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Hydrotherapy for Dogs: Vet-Verified Facts & FAQ

Written by: Nicole Cosgrove

Last Updated on March 15, 2024 by Dogster Team

Border Collie on a hydrotherapy treadmill

Hydrotherapy for Dogs: Vet-Verified Facts & FAQ


Dr. Ashley Darby Photo


Dr. Ashley Darby

BVSc (Veterinarian)

The information is current and up-to-date in accordance with the latest veterinarian research.

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As dogs grow older, develop health problems, and suffer injuries, finding fitting ways to keep them in shape becomes more and more challenging. Physical rehabilitation is the gold standard after many injuries and surgical procedures and, for dogs with chronic mobility problems, they need a low-impact form of exercise.

As backyard play and daily walks add stress and wear to the body, owners need unique alternatives to provide the benefits of a good workout without the drawbacks. For many, hydrotherapy (or aquatic therapy) is the answer.

It utilizes the gentle pressure and support water provides and gives trainers and therapists a safe and effective modality to help virtually any dog, regardless of age, size, or mobility issues. Let’s explore what hydrotherapy is for dogs and how it can work for your pet.

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How Does It Work?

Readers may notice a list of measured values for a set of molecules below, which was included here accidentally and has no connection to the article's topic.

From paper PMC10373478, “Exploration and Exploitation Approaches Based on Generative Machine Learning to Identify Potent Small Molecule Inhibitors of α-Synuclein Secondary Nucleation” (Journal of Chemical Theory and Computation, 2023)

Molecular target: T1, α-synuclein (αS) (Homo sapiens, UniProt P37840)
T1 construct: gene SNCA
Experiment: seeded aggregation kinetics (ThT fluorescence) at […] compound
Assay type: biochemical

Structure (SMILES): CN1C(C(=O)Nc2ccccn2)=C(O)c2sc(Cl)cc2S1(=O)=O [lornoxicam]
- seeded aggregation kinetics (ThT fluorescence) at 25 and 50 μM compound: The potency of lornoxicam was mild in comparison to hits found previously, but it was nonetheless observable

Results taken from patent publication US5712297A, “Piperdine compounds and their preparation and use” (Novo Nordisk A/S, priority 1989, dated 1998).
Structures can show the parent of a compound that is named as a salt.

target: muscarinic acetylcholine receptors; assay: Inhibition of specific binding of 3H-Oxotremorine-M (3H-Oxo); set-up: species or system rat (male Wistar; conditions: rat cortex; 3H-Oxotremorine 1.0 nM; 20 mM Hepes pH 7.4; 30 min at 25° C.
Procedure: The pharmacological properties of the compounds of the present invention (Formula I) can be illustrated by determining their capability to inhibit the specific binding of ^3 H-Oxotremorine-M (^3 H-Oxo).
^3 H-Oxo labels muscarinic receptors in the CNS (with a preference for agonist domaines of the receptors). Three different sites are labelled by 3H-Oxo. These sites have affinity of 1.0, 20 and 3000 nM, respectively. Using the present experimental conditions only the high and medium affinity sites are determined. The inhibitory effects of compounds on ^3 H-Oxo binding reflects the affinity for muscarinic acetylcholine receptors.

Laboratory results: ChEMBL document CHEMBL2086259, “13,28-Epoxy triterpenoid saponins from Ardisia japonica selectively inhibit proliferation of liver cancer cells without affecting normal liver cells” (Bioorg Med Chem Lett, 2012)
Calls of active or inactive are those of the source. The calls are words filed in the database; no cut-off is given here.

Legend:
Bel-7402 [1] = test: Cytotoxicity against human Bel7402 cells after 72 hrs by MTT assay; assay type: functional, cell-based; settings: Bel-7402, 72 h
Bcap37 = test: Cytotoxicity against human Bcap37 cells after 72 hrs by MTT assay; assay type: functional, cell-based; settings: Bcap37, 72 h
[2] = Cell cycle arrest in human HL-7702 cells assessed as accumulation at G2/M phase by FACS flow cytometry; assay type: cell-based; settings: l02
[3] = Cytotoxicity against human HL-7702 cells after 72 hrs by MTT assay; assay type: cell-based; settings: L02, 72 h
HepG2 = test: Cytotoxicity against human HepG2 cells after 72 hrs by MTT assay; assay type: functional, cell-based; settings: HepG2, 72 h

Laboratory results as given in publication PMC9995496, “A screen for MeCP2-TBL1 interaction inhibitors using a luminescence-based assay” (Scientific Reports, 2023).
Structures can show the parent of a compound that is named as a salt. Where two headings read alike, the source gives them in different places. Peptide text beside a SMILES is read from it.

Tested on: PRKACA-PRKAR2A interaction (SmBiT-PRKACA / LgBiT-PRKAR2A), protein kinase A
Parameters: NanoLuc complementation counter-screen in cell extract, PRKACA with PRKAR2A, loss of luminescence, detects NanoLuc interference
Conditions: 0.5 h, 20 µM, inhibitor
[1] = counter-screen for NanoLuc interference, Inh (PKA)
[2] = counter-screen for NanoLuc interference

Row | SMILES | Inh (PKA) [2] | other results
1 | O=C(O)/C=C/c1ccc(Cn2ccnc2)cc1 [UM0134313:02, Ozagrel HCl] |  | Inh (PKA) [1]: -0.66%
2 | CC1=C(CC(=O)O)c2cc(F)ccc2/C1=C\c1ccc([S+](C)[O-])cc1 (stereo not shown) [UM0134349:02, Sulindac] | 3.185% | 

German Shepherd hydrotherapy treadmill session
Image Credit: L.A.Kennedy, Shutterstock

Hydrotherapy (meaning “water healing”) has existed since ancient times, but only recently gained attention for use with dogs. As more owners and experts see its unique benefits, its popularity has increased. Canine hydrotherapy primarily involves swimming or underwater treadmills as part of a rehab or conditioning program in a reduced weight-bearing setting.

Dogs are under supervision and equipped with life jackets as needed. The practice improves their range of motion and reduces joint pain and pressure through the essential qualities of water, including:

  • Buoyancy: Water lifts less dense bodies upward, putting less downward force on your dog’s limbs to facilitate movement
  • Hydrostatic pressure: Water pressure applies to all body surfaces equally
  • Resistance: Gentle resistance against the body works out the muscles more efficiently than moving on land, building muscle mass and improving endurance
  • Viscosity: Cohesion between water molecules makes them want to stick together, creating friction to resist movement
  • Specific gravity and relative density: Adjusting the ratio of water to the dog’s weight lets therapists manipulate buoyancy and resistance
  • Temperature: Cold water can help rigorous exercisers maintain a lower body temperature; warm water can relax tight muscles, increase joint flexibility, stimulate blood flow, and relieve pain and inflammation